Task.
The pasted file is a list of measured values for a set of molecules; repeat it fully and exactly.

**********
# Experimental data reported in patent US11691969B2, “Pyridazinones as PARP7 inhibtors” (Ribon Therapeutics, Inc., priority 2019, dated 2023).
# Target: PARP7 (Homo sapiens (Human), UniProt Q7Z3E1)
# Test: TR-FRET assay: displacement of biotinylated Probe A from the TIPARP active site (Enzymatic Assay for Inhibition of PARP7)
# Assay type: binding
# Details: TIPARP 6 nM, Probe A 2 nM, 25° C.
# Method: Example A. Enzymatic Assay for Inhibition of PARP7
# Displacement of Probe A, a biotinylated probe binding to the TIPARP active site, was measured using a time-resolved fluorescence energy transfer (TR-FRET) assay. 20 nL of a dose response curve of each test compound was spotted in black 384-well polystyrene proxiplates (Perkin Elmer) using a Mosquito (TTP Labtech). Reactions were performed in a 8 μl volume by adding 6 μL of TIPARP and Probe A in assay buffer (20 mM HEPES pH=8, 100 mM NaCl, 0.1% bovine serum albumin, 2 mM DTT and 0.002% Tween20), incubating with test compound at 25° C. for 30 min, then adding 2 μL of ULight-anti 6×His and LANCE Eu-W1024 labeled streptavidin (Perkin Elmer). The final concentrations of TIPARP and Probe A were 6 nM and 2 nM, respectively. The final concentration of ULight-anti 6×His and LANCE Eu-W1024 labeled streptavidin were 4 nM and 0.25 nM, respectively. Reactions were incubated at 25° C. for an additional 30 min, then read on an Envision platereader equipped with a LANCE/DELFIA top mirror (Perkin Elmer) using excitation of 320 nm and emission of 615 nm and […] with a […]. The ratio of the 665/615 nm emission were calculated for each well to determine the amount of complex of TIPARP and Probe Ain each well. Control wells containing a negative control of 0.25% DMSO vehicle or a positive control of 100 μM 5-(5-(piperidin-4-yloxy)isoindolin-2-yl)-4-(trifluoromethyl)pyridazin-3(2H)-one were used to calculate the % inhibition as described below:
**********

# Experimental data reported in patent US11691969B2, “Pyridazinones as PARP7 inhibtors” (Ribon Therapeutics, Inc., priority 2019, dated 2023).
# Target: PARP7 (Homo sapiens (Human), UniProt Q7Z3E1)
# Test: TR-FRET assay: displacement of biotinylated Probe A from the TIPARP active site (Enzymatic Assay for Inhibition of PARP7)
# Assay type: binding
# Details: TIPARP 6 nM, Probe A 2 nM, 25° C.
# Method: Example A. Enzymatic Assay for Inhibition of PARP7
# Displacement of Probe A, a biotinylated probe binding to the TIPARP active site, was measured using a time-resolved fluorescence energy transfer (TR-FRET) assay. 20 nL of a dose response curve of each test compound was spotted in black 384-well polystyrene proxiplates (Perkin Elmer) using a Mosquito (TTP Labtech). Reactions were performed in a 8 μl volume by adding 6 μL of TIPARP and Probe A in assay buffer (20 mM HEPES pH=8, 100 mM NaCl, 0.1% bovine serum albumin, 2 mM DTT and 0.002% Tween20), incubating with test compound at 25° C. for 30 min, then adding 2 μL of ULight-anti 6×His and LANCE Eu-W1024 labeled streptavidin (Perkin Elmer). The final concentrations of TIPARP and Probe A were 6 nM and 2 nM, respectively. The final concentration of ULight-anti 6×His and LANCE Eu-W1024 labeled streptavidin were 4 nM and 0.25 nM, respectively. Reactions were incubated at 25° C. for an additional 30 min, then read on an Envision platereader equipped with a LANCE/DELFIA top mirror (Perkin Elmer) using excitation of 320 nm and emission of 615 nm and […] with a […]. The ratio of the 665/615 nm emission were calculated for each well to determine the amount of complex of TIPARP and Probe Ain each well. Control wells containing a negative control of 0.25% DMSO vehicle or a positive control of 100 μM 5-(5-(piperidin-4-yloxy)isoindolin-2-yl)-4-(trifluoromethyl)pyridazin-3(2H)-one were used to calculate the % inhibition as described below: